But that's bad advice because under current bankruptcy law, judges don't have the authority to modify mortgages, so you will still be stuck with payments you can't afford. Often, these "foreclosure rescue" schemers charge a big fee up front (hundreds or even thousands of dollars), then do nothing for you and disappear. It's called "Foreclosure Fraud."
In another version, the people at the company have you sign your house over to them and promise you can buy it back in a year. But the rent they charge you in the meantime is so high that you can't possibly afford it. Eventually, they evict you and take possession of your home.
One key way to guard against these crooks is simple: Don't do business with anybody who approaches YOU offering help. Fast-talking thieves look up lists of people facing foreclosure and target them. Instead, only do business with companies and counselors that YOU seek out. My term for this advice is, "Be the hunter, not the hunted."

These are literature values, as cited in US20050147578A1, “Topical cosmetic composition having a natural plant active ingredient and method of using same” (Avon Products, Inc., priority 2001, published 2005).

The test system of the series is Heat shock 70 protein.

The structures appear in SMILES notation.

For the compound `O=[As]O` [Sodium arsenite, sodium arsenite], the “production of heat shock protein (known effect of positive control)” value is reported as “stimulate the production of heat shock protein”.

If you are unable to persuade your lender to let you pay less, maybe there's a way for you to make more. Have you thought about renting out an extra room to a college student? Can your family make do with just one car? (If you want to go green, selling one vehicle and taking public transit is a big start.)
Perhaps the thought of working six days a week in your current job is nightmarish. But could you take on a second job that is so different from your first that it doesn't stress you out? A friend of mine is an HIV counselor during the week, but works at a home and garden store on Saturdays. For her, the retail work is light and easy and she brings in some extra income.
You should also take a hard look at whether you really belong in your house. Did you buy over your head because the no-questions-asked loans of the past decade made it possible for you?
Perhaps you would be less stressed out in more modest digs. If so, sometimes you can sell your home for less than you owe and your lender will agree to take the loss instead of foreclosing. Ultimately, that is less expensive for them. And families are often pleasantly surprised at how they reconnect with each other in closer quarters.